Five days into the government shutdown that was furloughing "nonessential" workers and freezing communications efforts, the ad agencies who work with government agencies hadn't yet felt the pinch. But if the country's 50th biggest ad spender remains silent for another week, the ripple effect could claim adland as one of its many victims.
"We are not experiencing any immediate fee impact," said Edelman Washington, D.C., President Rob Rehg on the second day of the shutdown. "However, the longer the shutdown continues we will start temporarily losing fees [in some business], beginning next week."
"You know what budgets have been allocated, but there's nobody there to pay you," said Lowe Campbell-Ewald Chief Operation Officer Kathleen Donald. "Most people who make sure the payments to contractors are processed have been furloughed. You could run into a cash-flow issue if you can't get paid."
The Interpublic Group of Cos. agency, which handles creative, media and digital work for a handful of large government agencies, is still in contact with executives from client teams that have been deemed "essential."
The FDA, for example, held its usual "think tank" meeting with agency partners on Oct. 1.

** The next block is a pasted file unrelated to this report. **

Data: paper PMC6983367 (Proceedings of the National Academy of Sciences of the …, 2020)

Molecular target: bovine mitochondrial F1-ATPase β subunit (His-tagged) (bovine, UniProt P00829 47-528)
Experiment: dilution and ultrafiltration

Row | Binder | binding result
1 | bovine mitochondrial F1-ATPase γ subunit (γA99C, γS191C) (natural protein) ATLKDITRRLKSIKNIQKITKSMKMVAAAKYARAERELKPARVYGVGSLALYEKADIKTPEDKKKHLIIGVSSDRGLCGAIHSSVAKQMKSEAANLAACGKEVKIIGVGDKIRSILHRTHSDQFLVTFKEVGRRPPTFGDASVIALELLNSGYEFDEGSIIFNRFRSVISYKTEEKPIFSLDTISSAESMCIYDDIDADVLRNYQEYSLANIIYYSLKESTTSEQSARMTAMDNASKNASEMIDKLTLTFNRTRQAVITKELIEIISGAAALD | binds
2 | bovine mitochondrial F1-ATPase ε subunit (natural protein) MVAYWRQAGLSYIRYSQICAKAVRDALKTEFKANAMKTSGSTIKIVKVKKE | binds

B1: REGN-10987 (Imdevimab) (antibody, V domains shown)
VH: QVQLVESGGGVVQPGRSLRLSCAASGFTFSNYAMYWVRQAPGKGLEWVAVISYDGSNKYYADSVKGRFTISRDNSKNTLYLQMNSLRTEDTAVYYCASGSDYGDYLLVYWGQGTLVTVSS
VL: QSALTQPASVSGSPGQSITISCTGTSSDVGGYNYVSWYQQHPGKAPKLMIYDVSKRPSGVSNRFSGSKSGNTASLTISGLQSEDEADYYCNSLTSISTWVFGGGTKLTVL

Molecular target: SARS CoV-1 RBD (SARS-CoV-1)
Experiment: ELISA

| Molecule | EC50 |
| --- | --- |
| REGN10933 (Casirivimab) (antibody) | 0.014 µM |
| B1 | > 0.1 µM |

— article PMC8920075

Cash-flow issues would likely start with the media-buying operation. "We've started having those conversations with clients about media," Ms. Donald said. "Media is a big investment. If you run media on behalf of a client and can't get paid for it, at some point you [hit a roadblock]."
The federal government, which is number 50 in the Ad Age DataCenter's 100 Leading National Advertisers ranking, spent $826.8 million on total advertising and promotions in 2012, and more than half of that amount went to measured media. The U.S. Postal Service—which actually won't lose funding during the shutdown—is the biggest-spending brand in that entity, followed by the Marine Corps, Army, Navy, HHS, Drive Sober, National Highway Traffic Safety Administration, Amtrak, Air Force, CDC, Independent Foreclosure Review and Job Corps.
So what do more furloughs, absent paychecks and bickering in Washington mean for consumer spending? The National Retail Federation cited uncertainty about the government as a factor in its holiday projections.
The NRF is calling for only a modest 3.9% sales boost this holiday season. According to a SheSpeaks "Government Shutdown Study," 43% of U.S. women polled said they'd now spend less due to their concerns about the impact of the shutdown. The study fielded a sample of 1,047 SheSpeaks members Oct. 2.